513-636-3322

    A photo of Kristin Melton, MD.

    Kristin R. Melton, MD Associate Program Director, Neonatal-Perinatal Medicine Fellowship

    is interested in early craniofacial development and focuses on the tissue interactions that direct the formation, migration and differentiation of neural crest cells. The Melton lab focuses on understanding the influence of the endothelium and the cranial mesoderm on neural crest development.

    513-803-0022

    A photo of Laurel Moyer.

    Laurel B. Moyer, MD Medical Director, TriHealth Nurseries

    has research interests that include quality improvement, late preterm infants, and international health.

    513-803-1607

    A photo of Vivek Narendran, MD.

    Vivek Narendran, MD, MRCP, MBA Medical Director, University of Cincinnati Medical Center NICU

    is interested in innate immunity of the skin with a particular focus on epidermal biomarkers and antimicrobial peptides on the skin surface.

    513-803-0961

    A photo of Amy Nathan, MD.

    Amy T. Nathan, MD Medical Director, Neonatology

    focuses on antecedent factors leading to necrotizing enterocolitis, and is interested in applying quality improvement methods to reduce the incidence of this major morbidity in preterm infants.

    513-803-0909

    A photo of Anne-Karina Perl.

    Anne Karina T. Perl, MS, PhD

    studies molecular mechanisms underlying normal lung formation and lung repair processes in the preterm and postnatal lung. Data from our laboratory supports the hypothesis of the existence of distinct subsets of endodermaly derived progenitor cells during lung development. Our long-term goal is to understand the characteristics and the fate of these lung progenitors for prevention and therapy of lung disease.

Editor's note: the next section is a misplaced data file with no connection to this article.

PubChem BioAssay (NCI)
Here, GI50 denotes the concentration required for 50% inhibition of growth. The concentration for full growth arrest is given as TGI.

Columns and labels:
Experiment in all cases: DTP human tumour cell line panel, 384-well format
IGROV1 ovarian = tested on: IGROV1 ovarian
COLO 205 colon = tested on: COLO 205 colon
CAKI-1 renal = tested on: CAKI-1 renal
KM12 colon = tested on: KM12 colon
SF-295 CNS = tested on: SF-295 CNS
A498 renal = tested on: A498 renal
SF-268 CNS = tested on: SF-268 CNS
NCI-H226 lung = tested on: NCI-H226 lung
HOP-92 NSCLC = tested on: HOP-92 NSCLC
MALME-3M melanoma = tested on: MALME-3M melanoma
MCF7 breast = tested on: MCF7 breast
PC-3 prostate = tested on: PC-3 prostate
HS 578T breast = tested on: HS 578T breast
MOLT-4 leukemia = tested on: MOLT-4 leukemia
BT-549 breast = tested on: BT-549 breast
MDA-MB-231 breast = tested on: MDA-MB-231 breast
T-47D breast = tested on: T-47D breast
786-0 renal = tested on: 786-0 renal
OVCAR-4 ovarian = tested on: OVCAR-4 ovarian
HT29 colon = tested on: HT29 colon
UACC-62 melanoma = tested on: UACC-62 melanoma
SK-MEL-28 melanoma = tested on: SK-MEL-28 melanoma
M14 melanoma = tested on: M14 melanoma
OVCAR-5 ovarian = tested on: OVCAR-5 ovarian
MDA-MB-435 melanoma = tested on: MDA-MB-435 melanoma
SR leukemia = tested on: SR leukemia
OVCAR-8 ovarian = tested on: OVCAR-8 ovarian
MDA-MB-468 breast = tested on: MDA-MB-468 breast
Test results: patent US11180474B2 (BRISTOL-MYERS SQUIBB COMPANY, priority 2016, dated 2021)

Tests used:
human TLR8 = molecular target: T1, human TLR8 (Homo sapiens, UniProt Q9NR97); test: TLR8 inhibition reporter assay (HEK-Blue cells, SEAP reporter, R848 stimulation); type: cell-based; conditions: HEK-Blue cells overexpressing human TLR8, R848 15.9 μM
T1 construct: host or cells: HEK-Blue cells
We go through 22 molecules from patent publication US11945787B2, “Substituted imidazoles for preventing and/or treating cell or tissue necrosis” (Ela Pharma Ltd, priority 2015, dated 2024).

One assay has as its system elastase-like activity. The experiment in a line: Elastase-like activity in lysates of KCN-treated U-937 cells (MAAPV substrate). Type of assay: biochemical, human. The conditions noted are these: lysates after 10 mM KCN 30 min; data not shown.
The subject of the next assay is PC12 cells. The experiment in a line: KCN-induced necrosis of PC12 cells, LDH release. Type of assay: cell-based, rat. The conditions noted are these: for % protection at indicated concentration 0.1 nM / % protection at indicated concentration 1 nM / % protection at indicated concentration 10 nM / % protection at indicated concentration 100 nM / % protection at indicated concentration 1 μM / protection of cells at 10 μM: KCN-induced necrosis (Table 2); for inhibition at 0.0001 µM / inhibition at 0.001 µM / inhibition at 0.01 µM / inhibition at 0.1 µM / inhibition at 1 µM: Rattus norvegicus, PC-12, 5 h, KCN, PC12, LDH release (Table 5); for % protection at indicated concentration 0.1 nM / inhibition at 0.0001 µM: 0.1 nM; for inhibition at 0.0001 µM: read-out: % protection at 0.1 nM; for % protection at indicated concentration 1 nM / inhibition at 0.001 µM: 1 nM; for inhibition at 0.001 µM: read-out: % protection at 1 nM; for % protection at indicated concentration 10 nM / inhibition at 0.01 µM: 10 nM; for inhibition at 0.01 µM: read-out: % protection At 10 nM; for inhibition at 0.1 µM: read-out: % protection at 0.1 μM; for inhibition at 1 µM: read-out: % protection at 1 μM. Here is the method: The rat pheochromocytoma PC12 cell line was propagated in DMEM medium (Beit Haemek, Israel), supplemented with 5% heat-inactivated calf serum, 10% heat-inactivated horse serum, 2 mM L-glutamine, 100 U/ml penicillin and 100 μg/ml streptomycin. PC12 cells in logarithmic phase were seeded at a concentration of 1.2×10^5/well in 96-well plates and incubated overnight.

Visit the Perl Lab.

    513-636-6084

    A photo of John Reuter.

    John H. Reuter, MD, PhD Attending Neonatologist

    is active in the administration of a 4000 delivery/year community level II service. His academic interests include breast milk and nutrition in the preterm infant.

    513-862-2748

    photo of Ward Rice, MD, PhD.

    Ward R. Rice, MD, PhD Medical Director, Newborn Services, St. Elizabeth Medical Center

    studies the molecular and cellular mechanisms that regulate processing of Surfactant Protein C, a protein that is critical for lung function.

    513-636-3149

    A photo of Kurt Schibler.

    Kurt R. Schibler, MD Director, Neonatology Clinical Research Program

    is the principal investigator for the NICHD Neonatal Research Network at Cincinnati Children’s and is also involved in thematic collaborative research investigating the immune mechanisms underlying morbidity and mortality associated with preterm birth. He aims to identify infants at high risk for developing necrotizing enterocolitis and late onset infection and to devise strategies to prevent and to treat these complications.

    513-636-3972

    A photo of John Shannon.

    John M. Shannon, PhD

    studies the elucidation of molecular mechanisms that regulate morphogenesis and differentiation of the lung epithelium and mesenchyme. A major focus of the lab is the role of fibroblast growth factors and epithelial-mesenchymal signaling pathways in the regulation of branching morphogenesis in the developing lung.

    513-636-2938

    A photo of Deborah Sinner.

    Debora I. Sinner, PhD

    is interested in understanding the molecular mechanisms underlying foregut formation. Specifically, her lab focuses on the molecular mechanism underlying lung and upper airway development and the paracrine interactions between epithelium and mesenchyme. Ultimately, her goal is to use the embryo as a paradigm to understand diseases affecting upper airway and lung. To this end her lab utilizes knockout mouse models and the frog embryo combined with molecular and cellular approaches using in vitro systems.

    513-803-1353

    A photo of Bruce Trapnell.

    Bruce C. Trapnell, MS, MD Assistant Director, Adult Cystic Fibrosis Center

    seeks to define mechanisms regulating innate immunity and inflammation in the lungs. His major focus is alveolar macrophage function in health and disease and the regulation alveolar homeostasis and host defense by GM-CSF in health and disease.

    513-636-6361

    A photo of Susan Wert.

    Susan E. Wert, PhD Associate Professor, Division of Pulmonary Biology, Section of Neonatology, Perinatal and Pulmonary Biology, Perinatal Institute

    studies lung development, injury, and repair as it pertains to molecular morphology (gene and protein expression in situ), ultrastructure, and histopathology of the developing and adult lung. In addition, she studies the histopathology of the human lung as it relates to interstitial lung disease, especially to genetic disorders of surfactant dysfunction in the neonatal and pediatric population.

    513-636-4297